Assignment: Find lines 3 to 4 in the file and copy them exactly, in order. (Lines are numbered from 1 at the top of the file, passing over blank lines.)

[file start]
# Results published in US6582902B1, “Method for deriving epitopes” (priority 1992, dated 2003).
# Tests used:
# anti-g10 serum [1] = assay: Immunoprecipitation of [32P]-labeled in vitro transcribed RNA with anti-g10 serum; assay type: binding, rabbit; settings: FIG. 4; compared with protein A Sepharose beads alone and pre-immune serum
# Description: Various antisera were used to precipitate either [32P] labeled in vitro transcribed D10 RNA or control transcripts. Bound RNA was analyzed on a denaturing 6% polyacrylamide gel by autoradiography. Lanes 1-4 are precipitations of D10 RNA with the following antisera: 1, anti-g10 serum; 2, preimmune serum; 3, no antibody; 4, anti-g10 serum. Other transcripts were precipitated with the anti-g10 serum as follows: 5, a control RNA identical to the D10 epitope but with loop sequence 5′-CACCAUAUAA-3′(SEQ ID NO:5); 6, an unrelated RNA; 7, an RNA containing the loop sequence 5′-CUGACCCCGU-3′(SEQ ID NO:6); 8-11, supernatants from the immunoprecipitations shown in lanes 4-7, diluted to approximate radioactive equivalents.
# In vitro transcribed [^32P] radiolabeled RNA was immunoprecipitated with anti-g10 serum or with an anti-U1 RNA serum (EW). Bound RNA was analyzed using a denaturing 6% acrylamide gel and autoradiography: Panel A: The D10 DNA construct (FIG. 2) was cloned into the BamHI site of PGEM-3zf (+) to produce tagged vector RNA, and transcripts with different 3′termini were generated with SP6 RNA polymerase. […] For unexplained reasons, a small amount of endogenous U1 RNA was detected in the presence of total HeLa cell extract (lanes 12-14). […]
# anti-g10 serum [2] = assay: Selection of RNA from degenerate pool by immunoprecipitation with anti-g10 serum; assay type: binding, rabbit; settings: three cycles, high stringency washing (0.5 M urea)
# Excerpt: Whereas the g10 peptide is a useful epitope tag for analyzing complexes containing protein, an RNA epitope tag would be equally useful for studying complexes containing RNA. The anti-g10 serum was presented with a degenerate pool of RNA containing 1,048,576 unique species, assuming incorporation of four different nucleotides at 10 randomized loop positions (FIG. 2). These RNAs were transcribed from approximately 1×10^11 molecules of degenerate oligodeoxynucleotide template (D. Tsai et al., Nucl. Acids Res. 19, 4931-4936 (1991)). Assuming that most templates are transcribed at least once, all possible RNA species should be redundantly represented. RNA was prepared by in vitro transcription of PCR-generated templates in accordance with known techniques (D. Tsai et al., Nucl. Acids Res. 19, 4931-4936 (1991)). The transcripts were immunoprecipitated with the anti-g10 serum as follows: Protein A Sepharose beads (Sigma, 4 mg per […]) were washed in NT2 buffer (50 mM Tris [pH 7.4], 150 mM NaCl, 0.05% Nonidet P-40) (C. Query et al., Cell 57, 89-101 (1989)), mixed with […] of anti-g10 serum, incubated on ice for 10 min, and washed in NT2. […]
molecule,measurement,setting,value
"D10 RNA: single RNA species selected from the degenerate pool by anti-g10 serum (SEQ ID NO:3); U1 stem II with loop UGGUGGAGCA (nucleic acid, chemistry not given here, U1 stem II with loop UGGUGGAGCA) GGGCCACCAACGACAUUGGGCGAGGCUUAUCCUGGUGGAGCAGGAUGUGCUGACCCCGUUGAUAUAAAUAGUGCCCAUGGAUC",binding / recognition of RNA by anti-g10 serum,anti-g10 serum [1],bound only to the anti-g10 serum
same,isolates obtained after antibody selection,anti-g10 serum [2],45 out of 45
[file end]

# anti-g10 serum [1] = assay: Immunoprecipitation of [32P]-labeled in vitro transcribed RNA with anti-g10 serum; assay type: binding, rabbit; settings: FIG. 4; compared with protein A Sepharose beads alone and pre-immune serum
# Description: Various antisera were used to precipitate either [32P] labeled in vitro transcribed D10 RNA or control transcripts. Bound RNA was analyzed on a denaturing 6% polyacrylamide gel by autoradiography. Lanes 1-4 are precipitations of D10 RNA with the following antisera: 1, anti-g10 serum; 2, preimmune serum; 3, no antibody; 4, anti-g10 serum. Other transcripts were precipitated with the anti-g10 serum as follows: 5, a control RNA identical to the D10 epitope but with loop sequence 5′-CACCAUAUAA-3′(SEQ ID NO:5); 6, an unrelated RNA; 7, an RNA containing the loop sequence 5′-CUGACCCCGU-3′(SEQ ID NO:6); 8-11, supernatants from the immunoprecipitations shown in lanes 4-7, diluted to approximate radioactive equivalents.